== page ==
Beloit parents concerned about behavior, discipline problems in classrooms
Parents say student learning is affected
BELOIT, Wis. — As many parents share examples of chaotic situations that have taken place inside Beloit classrooms, the school board is looking to make changes.
Parents like Beth Harmon said their students’ teachers face tough classroom environments.
“Jimmy has come home and has addressed to me that his one teacher is completely stressed that if she takes a day off or has to do something else and comes back after a sub, she find things broken. If she tries to question or ask, they get irate, very verbal,” Harmon said.
Her 11-year-old is so concerned about his teacher, he asks his mom to send her encouraging notes.
“He has me emailing her special messages to let her know that she’s appreciated,” Harmon said.
Problem students in Jimmy’s class have affected his learning.
“He doesn’t feel very safe, and he’s worried for his teacher,” Harmon said.
Other parents said teachers throughout the district need more help in the classroom.
“If there is a teacher trying to discipline a student, all the other kids are just left to roam free or sit on their iPads to babysit them while the disruptive student is getting their problem handled,” Malissa Cronin, who has twin boys in fifth grade, said.
She said her boys have been bullied, and she’s applied for open enrollment to leave the district for three years, but has been denied every time.
“The way the kids are in the intermediate school right now, I have a feeling the behavior and the problems and the discipline is just going to get worse,” Cronin said. “So by the time they get to the high school age, students there are already fighting their teachers, hitting their teachers, throwing things, being disruptive, and it’s just going to get worse.”
Many parents feel bad for the district’s teachers.
“We have excellent teachers, and my heart goes out to them having to face the things they do,” Tia Johnson, who has a 12-year-old son, said.
Teachers brought the issue of discipline and bad behavior by students to the district’s attention at a town hall for staff on Feb. 10.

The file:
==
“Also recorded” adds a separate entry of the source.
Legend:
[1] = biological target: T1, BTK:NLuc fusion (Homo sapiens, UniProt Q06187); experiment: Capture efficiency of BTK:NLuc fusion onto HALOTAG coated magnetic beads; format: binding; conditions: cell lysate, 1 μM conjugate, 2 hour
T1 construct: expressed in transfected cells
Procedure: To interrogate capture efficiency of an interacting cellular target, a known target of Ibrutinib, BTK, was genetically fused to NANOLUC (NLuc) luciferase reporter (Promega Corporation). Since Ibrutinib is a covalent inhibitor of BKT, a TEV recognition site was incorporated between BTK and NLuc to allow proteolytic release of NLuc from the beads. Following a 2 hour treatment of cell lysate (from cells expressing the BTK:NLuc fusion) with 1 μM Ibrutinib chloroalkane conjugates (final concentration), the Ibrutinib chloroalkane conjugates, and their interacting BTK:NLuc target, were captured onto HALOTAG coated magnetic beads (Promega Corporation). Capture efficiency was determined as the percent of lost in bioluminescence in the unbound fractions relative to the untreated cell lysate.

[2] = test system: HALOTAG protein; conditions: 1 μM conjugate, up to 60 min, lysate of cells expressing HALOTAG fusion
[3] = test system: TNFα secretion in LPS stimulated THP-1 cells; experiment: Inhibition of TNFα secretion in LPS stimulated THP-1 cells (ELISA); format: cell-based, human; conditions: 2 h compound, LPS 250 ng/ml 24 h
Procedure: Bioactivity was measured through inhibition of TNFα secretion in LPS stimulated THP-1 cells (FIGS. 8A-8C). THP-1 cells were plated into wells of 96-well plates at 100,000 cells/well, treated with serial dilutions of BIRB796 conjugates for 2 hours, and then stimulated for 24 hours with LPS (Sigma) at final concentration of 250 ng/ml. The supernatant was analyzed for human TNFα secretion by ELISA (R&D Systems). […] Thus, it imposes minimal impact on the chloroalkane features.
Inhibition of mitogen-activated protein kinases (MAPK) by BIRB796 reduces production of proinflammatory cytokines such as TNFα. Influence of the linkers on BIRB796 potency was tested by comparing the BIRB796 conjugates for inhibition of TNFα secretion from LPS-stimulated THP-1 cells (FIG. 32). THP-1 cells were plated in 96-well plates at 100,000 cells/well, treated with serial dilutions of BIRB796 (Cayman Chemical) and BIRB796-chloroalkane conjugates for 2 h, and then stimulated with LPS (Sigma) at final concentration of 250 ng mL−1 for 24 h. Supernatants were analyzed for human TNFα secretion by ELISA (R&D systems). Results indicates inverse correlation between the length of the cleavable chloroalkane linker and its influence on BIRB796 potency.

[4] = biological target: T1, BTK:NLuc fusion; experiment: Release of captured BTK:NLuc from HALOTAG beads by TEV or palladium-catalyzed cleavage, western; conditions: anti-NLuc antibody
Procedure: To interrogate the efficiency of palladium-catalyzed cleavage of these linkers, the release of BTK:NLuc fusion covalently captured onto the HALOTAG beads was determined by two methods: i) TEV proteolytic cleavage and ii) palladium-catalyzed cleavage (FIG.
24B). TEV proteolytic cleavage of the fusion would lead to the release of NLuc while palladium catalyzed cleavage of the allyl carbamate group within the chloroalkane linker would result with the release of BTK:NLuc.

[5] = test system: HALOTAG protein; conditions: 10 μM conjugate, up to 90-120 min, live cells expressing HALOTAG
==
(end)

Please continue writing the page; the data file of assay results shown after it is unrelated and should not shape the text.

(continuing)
“I think it has reached a point where clearly we need to have some higher-level action planning surrounding it,” school board member Laurie Endres said.
The school board held a special meeting Monday to address some of the issues and passed three initiatives. The first was to send the code of conduct out to parents and ask them to discuss it with their students. Staff was also asked to review the material.
“Make sure that we all understand and are on the same page with the behaviors we find unacceptable and the consequences of those behaviors,” Endres said.
The school board also temporarily suspended the use of restorative practices, which is a way of interacting during conflict. Endres said it’s being interpreted as not having consequences for a student’s actions.
“I think sometimes the best way to restart a program that has sort of gone awry is to just put a stop on it and to go back to the drawing board on that,” she said.
The board also made sure the staff knew they could call police if necessary.
At the regular board meeting Tuesday, many parents came forward to share their concerns.
“We want the best for every one of our kids,” Endres said. “So any time we hear a story of a negative experience in a classroom, it’s difficult. It’s heartbreaking.”
Parents appreciated the opportunity to share.
“I’m really glad the school board had the listening session,” Johnson said. “It’s better, in my humble opinion, to have this stuff out in the open.”
Many parents said they would like to see the board make some changes or come up with a new policy.
“While we address our challenges — and they are challenges — I am optimistic that this community can come together and be better than ever as we move forward,” Endres said.
She said the topic of discipline in the classroom will most likely be an ongoing discussion at future meetings. The board meets on the fourth Tuesday of every month, but Endres said it was looking into have meetings more frequently.
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